The Slim 9i 14 (Gen 7) currently starts at about $1,760 at Lenovo's official website. This configuration includes an Intel Core i7-1280P CPU, 32GB of LPDDR5 RAM, a 512GB M.2 PCIe 4.0 SSD, and a 14-inch UHD+ OLED display. There are lesser hardware options available, as listed in the table above, though Lenovo doesn't seem to currently offer more affordable options. This could change in the future, and keep in mind that Lenovo frequently hosts sales with deep discounts on its premium laptops.
The XPS 13 Plus (9320) starts at a much more palatable $1,299. Introductory models include an Intel Core i5-1240P CPU, 8GB of LPDDR5 RAM, 512GB M.2 PCIe 4.0 SSD, and a 13.4-inch FHD+ non-touch display with 60Hz refresh rate, anti-glare finish, and 500 nits brightness.
If we bump up the hardware to better mirror the Slim 9i 14 (Gen 7) — Core i7-1280P CPU, 32GB RAM, 512GB SSD, and UHD+ touch display — you're looking at about $2,099. That's about $340 more than the Slim 9i 14 (Gen 7).
Design and features
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Dell's XPS 13 Plus (9320) has a more compact footprint than Lenovo's seventh-gen Slim 9i, though it's about the same thickness. Dell's laptop also weighs less, all owing to the smaller system platform and display. Both laptops are made from an aluminum chassis, but the Slim 9i adds a glass top to the display lid. It's raised just a bit, giving it a 3D look that nevertheless ties in well with the rest of the laptop.
Opening the lid, the XPS 13 Plus reveals a zero-lattice keyboard with huge keycaps and minimal space between. It stretches from edge to edge. Keys have 1mm of travel, and there's just a bit of a divot to help keep your fingers in place. Above the keyboard is a row of capacitive touch function keys that give the laptop a futuristic look.
The Slim 9i has a more traditional keyboard with about the same 1mm travel. Keys are spaced much wider and have a bit of a dip to them, and there's no mushy feel while typing. Below the keys is a massive touchpad that's just a bit hollow when clicked but otherwise quite satisfying to use.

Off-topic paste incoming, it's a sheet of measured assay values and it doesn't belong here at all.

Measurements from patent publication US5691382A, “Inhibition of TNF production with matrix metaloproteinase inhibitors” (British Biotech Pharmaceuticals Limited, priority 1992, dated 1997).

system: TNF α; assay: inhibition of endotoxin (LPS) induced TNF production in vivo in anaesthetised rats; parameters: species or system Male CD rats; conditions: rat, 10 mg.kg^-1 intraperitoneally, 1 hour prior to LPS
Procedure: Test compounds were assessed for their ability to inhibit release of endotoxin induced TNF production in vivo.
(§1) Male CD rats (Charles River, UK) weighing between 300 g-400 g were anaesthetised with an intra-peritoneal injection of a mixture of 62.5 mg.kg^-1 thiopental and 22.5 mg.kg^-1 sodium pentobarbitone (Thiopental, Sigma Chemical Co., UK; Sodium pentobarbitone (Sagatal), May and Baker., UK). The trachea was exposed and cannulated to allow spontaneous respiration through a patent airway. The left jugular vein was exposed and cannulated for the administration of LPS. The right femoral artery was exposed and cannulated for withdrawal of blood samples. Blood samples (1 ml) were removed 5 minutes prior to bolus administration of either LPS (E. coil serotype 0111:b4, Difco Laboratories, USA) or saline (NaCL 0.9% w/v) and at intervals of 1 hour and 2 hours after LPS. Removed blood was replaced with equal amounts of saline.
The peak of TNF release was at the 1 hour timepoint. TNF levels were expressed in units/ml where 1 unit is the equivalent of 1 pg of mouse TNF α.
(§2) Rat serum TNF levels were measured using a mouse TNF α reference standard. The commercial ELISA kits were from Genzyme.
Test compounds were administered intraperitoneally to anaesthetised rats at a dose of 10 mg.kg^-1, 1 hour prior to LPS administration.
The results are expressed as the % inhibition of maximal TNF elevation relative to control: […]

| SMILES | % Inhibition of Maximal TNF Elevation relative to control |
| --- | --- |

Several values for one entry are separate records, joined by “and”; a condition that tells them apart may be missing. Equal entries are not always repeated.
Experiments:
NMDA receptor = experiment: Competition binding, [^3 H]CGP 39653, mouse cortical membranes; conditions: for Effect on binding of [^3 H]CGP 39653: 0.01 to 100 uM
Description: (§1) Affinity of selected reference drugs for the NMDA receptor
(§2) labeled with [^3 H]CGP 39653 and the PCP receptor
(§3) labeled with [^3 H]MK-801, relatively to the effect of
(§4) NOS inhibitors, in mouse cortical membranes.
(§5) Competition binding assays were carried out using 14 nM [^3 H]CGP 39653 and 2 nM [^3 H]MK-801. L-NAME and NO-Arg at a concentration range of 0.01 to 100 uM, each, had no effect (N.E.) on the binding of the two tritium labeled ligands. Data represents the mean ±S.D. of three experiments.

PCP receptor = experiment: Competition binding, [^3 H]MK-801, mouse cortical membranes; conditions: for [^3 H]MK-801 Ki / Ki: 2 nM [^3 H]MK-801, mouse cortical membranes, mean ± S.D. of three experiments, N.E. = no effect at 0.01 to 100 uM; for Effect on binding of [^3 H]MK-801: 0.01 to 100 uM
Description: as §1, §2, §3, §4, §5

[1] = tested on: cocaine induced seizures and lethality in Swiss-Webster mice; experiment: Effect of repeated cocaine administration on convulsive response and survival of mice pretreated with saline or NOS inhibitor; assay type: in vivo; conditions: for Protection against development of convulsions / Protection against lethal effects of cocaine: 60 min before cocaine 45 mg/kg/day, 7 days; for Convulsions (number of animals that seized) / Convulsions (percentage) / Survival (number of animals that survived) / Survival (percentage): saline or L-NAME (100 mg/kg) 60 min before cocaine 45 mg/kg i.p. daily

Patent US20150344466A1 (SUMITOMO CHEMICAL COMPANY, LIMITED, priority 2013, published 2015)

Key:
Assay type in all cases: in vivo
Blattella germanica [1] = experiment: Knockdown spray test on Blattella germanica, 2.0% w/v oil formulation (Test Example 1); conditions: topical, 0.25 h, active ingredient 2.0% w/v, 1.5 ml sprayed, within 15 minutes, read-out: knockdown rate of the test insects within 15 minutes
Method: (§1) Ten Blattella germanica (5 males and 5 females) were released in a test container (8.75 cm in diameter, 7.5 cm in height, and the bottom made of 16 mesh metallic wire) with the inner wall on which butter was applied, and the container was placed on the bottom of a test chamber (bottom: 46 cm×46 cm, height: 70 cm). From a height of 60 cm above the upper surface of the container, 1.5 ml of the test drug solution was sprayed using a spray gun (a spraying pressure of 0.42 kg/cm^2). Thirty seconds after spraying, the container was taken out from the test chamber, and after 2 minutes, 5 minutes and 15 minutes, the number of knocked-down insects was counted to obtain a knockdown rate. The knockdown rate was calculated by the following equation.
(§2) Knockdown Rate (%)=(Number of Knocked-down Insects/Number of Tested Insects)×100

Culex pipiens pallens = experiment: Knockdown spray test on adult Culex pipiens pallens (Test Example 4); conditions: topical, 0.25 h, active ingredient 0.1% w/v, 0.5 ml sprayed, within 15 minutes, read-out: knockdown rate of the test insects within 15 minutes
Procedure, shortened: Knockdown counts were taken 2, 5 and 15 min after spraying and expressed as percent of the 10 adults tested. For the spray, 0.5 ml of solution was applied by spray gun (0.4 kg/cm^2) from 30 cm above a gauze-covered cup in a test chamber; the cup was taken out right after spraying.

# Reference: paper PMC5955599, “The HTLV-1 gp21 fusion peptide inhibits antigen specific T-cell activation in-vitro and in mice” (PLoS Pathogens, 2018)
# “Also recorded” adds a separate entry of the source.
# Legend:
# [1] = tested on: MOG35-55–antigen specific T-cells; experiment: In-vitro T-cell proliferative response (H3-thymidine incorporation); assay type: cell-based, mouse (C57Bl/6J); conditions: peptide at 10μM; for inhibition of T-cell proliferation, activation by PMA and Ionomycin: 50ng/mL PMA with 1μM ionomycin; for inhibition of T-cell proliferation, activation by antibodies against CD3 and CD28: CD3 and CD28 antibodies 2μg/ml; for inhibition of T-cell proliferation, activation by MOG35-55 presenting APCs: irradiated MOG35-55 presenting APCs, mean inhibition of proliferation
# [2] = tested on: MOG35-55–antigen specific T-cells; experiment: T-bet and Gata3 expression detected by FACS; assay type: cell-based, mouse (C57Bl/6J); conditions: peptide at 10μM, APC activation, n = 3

The XPS 13 Plus removes all moving parts and instead goes with a haptic touchpad that relies on sensors and actuators to simulate the feel of a physical click. In his Dell XPS 13 Plus (9320) review, Executive Editor Daniel Rubino notes that "[...] despite the XPS 13 Plus's radical looks there is no tradeoff in typing or using the touchpad. Indeed, the experience is above average compared to other laptops."
Both laptops have quad speakers with Dolby Atmos support. The XPS 13 Plus has them installed on the bottom of the laptop, while the Slim 9i has two on the top (flanking the keyboard) and two more on the bottom for a total 10W output. The XPS 13 Plus keeps all speakers on the bottom of the PC due to the wide keyboard, with 8W total output. Bottom line here is that you'll get a lot of volume and bass from either laptop.
Above the display, Dell offers a 720p webcam with IR sensor for Windows Hello. It's an upgrade over other XPS models, though Lenovo's 1080p camera is one of the best cameras I've seen in a laptop. Human presence detection is onboard both laptops, giving them the ability to automatically lock and unlock when you depart or approach.
As for ports, Lenovo's Slim 9i brings three Thunderbolt 4 and a 3.5mm audio jack. The XPS 13 Plus has just two Thunderbolt 4 with no audio connection. The audio jack and extra TB4 port aren't likely going to be a major selling point, and keep in mind that both PCs can connect to the best Thunderbolt 4 docks.